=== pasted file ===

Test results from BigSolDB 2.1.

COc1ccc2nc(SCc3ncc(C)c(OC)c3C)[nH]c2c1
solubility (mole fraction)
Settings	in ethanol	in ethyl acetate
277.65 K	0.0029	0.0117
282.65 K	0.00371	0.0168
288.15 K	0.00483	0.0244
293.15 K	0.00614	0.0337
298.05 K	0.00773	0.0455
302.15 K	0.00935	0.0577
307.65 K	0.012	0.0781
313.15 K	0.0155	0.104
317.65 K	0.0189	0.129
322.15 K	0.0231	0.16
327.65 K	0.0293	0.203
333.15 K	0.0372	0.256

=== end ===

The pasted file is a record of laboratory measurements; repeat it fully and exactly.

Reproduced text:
Test results from BigSolDB 2.1.

COc1ccc2nc(SCc3ncc(C)c(OC)c3C)[nH]c2c1
solubility (mole fraction)
Settings	in ethanol	in ethyl acetate
277.65 K	0.0029	0.0117
282.65 K	0.00371	0.0168
288.15 K	0.00483	0.0244
293.15 K	0.00614	0.0337
298.05 K	0.00773	0.0455
302.15 K	0.00935	0.0577
307.65 K	0.012	0.0781
313.15 K	0.0155	0.104
317.65 K	0.0189	0.129
322.15 K	0.0231	0.16
327.65 K	0.0293	0.203
333.15 K	0.0372	0.256